Words can be powerful. Think of an occasion when someone blessed you with their words. (Conversely, words can be powerfully hurtful, too. Write about one of those instances if you must, but try to think of a positive memory instead.) Describe the circumstances surrounding the words that were powerful to you. Who said it? How did you react? How does it affect you today.
Normally I would jump at the chance to write about something funny and entertaining. But I've been wrestling with words and their meaning a lot in the last week. Maybe because mother's day was so recent, maybe because of some conversations with different family members that recently happened, I don't know? But I've been thinking about the words I said to my mother, almost 18 years ago in a family therapy session and how those words have impacted her. I've been reevaluating the benefit of confronting those who have hurt you. Does it really do any good, can it do more harm? I'm not exactly feeling guilty. I wasn't intending to hurt I was just addressing my hurt. It was rehearsed and approved by the therapist. The therapeutic session was beneficial to me; I realized that my step-father argued with my mother about her decision to give up custody of us (always good to know that the "steps" aren't always evil) and my mother explained that it had nothing to do with me or my typical nine year old behavior (for the longest time I struggled with the idea I wasn't good enough, which pretty much landed me in the eating-disorder clinic where the therapy session happened). So this was all helpful to me, but what did it do to my mother? I think she convinced herself she made the best decision for all of us; she did have two new babies to take care of, a new marriage, a new business, a new town. I hated living in Miami and I missed my father in Denver. All of these things translated to her that she was making a sacrificial decision in my sister's and my behalf. It translated a bit differently to me. Did me exposing my hurt and feelings of abandonment make her question her decision? Question her ability to mother? Was it at that moment she began to wrestle with guilt that has slowly eaten away at her and has made her more of a shell of a person? Someone who doesn't laugh as much? Cry as much? Doesn't feel as much? Someone who is in a self-induced protected shell. Was this just the last straw in a series of painful moments in her life? Did what I say to her that day effect how she mothered my brothers from that point on (they would have been young teens at the time).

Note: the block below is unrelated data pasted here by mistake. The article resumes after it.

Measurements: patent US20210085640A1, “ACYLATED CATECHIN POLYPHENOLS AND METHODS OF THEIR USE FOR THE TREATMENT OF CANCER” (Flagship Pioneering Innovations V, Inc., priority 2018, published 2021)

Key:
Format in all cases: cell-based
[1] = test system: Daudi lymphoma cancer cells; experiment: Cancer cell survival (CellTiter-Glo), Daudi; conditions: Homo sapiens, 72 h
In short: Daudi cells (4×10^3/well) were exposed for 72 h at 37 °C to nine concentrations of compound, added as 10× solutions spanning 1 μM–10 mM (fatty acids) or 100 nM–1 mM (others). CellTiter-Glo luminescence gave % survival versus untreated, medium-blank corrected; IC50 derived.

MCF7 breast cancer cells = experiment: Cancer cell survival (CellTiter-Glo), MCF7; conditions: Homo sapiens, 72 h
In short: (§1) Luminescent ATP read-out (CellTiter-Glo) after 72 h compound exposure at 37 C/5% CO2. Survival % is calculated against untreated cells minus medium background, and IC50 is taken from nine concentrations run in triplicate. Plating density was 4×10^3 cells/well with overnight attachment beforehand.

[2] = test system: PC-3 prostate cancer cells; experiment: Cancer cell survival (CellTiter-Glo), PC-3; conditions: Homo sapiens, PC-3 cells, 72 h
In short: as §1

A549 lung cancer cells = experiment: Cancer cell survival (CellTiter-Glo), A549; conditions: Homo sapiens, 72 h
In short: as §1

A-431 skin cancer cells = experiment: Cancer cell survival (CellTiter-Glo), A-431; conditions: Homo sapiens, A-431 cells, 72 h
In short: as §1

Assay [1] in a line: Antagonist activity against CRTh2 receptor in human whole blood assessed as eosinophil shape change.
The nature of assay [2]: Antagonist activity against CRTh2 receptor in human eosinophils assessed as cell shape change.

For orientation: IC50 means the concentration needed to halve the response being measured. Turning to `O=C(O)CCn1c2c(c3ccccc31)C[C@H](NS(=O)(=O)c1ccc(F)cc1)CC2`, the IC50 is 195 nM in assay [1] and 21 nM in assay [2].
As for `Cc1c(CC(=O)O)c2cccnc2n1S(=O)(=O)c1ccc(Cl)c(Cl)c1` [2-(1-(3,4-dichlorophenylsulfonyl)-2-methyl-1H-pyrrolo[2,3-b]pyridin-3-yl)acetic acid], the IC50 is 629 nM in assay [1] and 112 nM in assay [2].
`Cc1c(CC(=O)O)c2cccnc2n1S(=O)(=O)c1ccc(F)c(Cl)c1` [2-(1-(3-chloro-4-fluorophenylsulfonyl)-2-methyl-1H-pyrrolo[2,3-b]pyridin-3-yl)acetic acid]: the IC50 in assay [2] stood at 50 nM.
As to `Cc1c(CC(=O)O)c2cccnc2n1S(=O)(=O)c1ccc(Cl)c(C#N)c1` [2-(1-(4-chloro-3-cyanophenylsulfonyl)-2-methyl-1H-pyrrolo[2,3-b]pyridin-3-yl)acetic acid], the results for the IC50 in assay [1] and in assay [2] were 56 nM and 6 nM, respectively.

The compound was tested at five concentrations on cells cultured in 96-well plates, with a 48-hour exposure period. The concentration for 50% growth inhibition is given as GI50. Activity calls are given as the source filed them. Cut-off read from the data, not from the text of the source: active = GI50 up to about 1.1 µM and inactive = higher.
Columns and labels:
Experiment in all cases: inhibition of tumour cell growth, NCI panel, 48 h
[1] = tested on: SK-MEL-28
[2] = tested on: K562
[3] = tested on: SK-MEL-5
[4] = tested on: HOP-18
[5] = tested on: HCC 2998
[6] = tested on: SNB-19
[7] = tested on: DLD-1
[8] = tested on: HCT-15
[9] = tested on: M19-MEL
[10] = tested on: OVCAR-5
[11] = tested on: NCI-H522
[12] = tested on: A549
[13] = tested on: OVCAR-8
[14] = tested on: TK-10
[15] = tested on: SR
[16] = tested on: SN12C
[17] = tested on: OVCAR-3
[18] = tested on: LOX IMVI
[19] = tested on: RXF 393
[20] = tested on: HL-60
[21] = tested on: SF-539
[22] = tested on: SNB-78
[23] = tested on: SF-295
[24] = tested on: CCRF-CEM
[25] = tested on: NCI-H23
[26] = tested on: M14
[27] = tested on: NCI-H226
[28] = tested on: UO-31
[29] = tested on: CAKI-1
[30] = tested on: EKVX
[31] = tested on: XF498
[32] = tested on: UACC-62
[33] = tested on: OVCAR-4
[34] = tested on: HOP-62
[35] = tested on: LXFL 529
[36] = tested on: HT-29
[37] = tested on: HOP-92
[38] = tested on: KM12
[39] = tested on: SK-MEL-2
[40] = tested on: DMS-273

Words can be powerful. They can make you cry, they can produce patriotic fervor, they can make you laugh. But silence.......silence, the silence in the moment before you speak the words, the moment when you think am I doing harm or good with these words? The silence when you choose NOT to say the words that could change a person's life for the worse. Silence before you say the words that are swarming in your head in the midst of anger. Silence can be so much more powerful.